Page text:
We tried calibrating the monitor using the Spyder’s internal set of tools, as well as setting the monitor to its own “sRGB” mode which is supposedly made with photo-sensitive work in mind, but even with all those factors in place we still weren’t able to push over 97% of sRGB and 75% of AdobeRGB.
This is slightly more forgivable when you remember that the MG28UQ is more about gaming performance than it is for professionals who need the most color accuracy possible, but we still would have preferred to see better results than what we achieved regardless.
While regular 4K monitors have been around for a number of years, it’s only recently that they’ve finally started to enter the “performance” bracket of the gaming market. This is mainly due to the speed limitations of the DisplayPort 1.2 and HDMI 2.0 cables, which have no problem pumping out 144Hz refresh rates on monitors with resolutions of 3440 x 1440 or less, but struggle to maintain the same horsepower when you get into the range of true 4K.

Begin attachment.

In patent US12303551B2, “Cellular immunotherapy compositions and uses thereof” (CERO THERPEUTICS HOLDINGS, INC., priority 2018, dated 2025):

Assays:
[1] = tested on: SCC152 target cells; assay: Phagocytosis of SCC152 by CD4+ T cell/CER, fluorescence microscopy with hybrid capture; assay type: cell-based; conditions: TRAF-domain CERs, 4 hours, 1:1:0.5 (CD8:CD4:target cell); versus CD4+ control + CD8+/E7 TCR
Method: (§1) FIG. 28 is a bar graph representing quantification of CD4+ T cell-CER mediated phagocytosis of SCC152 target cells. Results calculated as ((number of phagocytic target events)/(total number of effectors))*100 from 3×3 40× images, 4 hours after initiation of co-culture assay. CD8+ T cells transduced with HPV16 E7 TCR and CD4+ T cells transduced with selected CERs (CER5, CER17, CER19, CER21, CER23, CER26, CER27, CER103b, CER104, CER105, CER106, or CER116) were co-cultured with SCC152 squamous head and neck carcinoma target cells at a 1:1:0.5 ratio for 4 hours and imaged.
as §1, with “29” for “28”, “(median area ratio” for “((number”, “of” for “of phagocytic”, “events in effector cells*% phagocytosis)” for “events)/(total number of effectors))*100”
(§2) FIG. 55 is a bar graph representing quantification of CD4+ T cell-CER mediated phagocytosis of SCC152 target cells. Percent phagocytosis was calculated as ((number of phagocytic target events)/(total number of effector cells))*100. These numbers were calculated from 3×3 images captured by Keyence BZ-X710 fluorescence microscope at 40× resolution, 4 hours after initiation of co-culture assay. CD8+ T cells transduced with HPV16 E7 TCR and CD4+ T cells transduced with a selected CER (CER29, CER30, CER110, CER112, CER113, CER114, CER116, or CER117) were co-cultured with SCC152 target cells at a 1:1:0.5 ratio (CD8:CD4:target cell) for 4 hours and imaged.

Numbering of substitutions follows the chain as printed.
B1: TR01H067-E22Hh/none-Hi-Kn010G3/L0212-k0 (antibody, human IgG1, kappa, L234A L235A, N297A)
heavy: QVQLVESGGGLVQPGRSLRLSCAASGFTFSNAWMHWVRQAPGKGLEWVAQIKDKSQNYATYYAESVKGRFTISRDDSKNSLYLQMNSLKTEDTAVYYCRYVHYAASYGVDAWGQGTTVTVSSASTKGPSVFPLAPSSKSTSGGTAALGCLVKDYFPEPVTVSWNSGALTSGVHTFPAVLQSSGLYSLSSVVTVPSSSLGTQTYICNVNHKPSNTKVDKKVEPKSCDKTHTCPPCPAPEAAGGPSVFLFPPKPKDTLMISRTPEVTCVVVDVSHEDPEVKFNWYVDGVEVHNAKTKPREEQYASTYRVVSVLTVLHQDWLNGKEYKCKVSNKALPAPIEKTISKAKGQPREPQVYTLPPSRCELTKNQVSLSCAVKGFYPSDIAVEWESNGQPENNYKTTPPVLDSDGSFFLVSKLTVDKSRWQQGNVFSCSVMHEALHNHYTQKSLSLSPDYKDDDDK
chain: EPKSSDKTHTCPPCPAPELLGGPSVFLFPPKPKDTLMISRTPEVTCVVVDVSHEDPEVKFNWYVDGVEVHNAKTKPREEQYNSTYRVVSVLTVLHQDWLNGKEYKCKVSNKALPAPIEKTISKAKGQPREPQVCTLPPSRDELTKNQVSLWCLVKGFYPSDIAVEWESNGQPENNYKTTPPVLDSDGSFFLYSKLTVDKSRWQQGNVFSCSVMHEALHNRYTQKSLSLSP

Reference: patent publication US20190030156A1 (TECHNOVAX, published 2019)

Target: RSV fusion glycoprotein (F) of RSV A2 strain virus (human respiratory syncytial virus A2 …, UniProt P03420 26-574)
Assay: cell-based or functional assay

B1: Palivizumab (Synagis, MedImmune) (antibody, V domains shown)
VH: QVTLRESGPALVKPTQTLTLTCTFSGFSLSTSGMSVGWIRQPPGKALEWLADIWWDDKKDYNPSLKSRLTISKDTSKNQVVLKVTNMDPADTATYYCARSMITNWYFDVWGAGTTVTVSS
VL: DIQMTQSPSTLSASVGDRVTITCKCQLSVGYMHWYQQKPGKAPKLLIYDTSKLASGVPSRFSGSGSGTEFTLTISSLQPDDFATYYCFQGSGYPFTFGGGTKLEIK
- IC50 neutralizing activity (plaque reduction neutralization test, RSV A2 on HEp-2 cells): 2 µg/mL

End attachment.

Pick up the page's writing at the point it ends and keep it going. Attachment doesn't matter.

This means that for all its “gaming performance” posturing, the MG28UQ is still stuck at a maximum refresh of just 60Hz. Due to the 60Hz refresh rate cap, we noticed a bit of screen tearing even with the AdaptiveSync feature turned on. Despite its name, AdaptiveSync is just a rebrand of AMD’s FreeSync, which itself is an answer to Nvidia’s G-Sync. The idea is that the monitor and graphics card work in tandem to create a seamless, tear-free gaming session, although it works better in theory than it does in practice.
At 60Hz refresh you can see when the monitor is struggling to pipe in enough data through the DP 1.2 port, which resulted in pixelated artifacts appearing when we turned around quickly or pushed for a lot of on-screen elements at once.